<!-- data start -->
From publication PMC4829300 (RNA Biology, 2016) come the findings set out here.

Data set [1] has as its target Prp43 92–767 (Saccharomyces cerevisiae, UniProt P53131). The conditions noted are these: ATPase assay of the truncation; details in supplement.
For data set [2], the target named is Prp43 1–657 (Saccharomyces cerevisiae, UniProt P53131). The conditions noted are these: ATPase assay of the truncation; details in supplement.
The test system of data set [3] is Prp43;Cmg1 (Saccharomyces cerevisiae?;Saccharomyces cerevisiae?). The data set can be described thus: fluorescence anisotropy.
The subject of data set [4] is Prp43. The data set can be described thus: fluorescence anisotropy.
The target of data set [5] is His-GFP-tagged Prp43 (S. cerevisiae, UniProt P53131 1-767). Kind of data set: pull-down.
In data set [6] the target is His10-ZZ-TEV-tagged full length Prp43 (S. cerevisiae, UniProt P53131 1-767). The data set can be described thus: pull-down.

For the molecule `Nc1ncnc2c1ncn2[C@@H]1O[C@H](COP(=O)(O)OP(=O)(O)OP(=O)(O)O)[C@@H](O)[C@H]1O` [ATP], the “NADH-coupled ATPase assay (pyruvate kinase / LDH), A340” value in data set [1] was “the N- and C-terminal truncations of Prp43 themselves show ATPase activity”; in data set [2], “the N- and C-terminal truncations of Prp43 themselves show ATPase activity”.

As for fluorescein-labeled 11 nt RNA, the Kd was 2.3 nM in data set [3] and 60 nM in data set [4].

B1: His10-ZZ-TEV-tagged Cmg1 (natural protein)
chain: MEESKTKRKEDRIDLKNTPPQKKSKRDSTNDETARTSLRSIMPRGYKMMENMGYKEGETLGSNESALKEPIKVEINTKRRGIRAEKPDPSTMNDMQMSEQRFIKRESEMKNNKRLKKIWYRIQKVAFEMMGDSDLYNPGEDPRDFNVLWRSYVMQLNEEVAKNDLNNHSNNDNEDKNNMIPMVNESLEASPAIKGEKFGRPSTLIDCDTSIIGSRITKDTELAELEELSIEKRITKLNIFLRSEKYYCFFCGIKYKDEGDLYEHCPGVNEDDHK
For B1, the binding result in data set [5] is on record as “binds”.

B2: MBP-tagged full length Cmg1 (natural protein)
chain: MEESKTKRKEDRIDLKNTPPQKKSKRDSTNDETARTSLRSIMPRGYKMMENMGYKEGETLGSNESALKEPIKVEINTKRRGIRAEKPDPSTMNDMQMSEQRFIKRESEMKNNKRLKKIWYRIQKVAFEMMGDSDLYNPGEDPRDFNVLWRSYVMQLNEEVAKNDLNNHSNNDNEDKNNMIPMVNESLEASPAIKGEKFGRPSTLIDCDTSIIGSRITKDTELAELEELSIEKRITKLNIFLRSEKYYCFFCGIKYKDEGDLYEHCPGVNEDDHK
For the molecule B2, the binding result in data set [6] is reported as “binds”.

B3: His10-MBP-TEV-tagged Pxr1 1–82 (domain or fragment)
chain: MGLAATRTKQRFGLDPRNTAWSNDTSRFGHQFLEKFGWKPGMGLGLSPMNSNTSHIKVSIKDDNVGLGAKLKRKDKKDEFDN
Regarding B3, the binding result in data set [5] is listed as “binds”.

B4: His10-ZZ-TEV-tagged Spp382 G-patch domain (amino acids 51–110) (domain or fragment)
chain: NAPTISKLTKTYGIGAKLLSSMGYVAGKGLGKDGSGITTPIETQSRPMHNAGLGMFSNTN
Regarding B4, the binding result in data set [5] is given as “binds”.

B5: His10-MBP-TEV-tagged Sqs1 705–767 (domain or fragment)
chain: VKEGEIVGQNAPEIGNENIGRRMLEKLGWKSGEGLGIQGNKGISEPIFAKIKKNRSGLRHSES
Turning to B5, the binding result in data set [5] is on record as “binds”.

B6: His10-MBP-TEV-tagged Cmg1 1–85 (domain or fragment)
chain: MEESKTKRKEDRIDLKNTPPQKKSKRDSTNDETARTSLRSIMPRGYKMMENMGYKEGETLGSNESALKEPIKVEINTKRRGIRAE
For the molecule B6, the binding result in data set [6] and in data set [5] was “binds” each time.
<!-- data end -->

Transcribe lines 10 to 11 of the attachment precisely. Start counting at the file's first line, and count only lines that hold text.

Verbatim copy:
B1: His10-ZZ-TEV-tagged Cmg1 (natural protein)
chain: MEESKTKRKEDRIDLKNTPPQKKSKRDSTNDETARTSLRSIMPRGYKMMENMGYKEGETLGSNESALKEPIKVEINTKRRGIRAEKPDPSTMNDMQMSEQRFIKRESEMKNNKRLKKIWYRIQKVAFEMMGDSDLYNPGEDPRDFNVLWRSYVMQLNEEVAKNDLNNHSNNDNEDKNNMIPMVNESLEASPAIKGEKFGRPSTLIDCDTSIIGSRITKDTELAELEELSIEKRITKLNIFLRSEKYYCFFCGIKYKDEGDLYEHCPGVNEDDHK